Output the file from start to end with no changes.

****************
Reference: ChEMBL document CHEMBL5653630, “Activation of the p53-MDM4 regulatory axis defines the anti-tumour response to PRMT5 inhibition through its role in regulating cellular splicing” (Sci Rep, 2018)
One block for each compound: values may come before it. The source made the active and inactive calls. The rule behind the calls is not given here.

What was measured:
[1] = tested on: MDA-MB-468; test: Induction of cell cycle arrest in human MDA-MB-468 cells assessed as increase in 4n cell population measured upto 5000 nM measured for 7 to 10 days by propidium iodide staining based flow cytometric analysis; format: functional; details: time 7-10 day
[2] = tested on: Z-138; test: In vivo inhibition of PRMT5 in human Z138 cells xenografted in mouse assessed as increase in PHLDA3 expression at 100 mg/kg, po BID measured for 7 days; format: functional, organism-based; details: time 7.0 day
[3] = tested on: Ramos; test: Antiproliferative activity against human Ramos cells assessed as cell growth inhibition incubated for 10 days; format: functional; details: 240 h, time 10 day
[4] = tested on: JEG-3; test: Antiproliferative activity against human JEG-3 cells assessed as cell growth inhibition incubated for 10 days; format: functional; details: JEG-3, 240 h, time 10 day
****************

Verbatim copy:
Reference: ChEMBL document CHEMBL5653630, “Activation of the p53-MDM4 regulatory axis defines the anti-tumour response to PRMT5 inhibition through its role in regulating cellular splicing” (Sci Rep, 2018)
One block for each compound: values may come before it. The source made the active and inactive calls. The rule behind the calls is not given here.

What was measured:
[1] = tested on: MDA-MB-468; test: Induction of cell cycle arrest in human MDA-MB-468 cells assessed as increase in 4n cell population measured upto 5000 nM measured for 7 to 10 days by propidium iodide staining based flow cytometric analysis; format: functional; details: time 7-10 day
[2] = tested on: Z-138; test: In vivo inhibition of PRMT5 in human Z138 cells xenografted in mouse assessed as increase in PHLDA3 expression at 100 mg/kg, po BID measured for 7 days; format: functional, organism-based; details: time 7.0 day
[3] = tested on: Ramos; test: Antiproliferative activity against human Ramos cells assessed as cell growth inhibition incubated for 10 days; format: functional; details: 240 h, time 10 day
[4] = tested on: JEG-3; test: Antiproliferative activity against human JEG-3 cells assessed as cell growth inhibition incubated for 10 days; format: functional; details: JEG-3, 240 h, time 10 day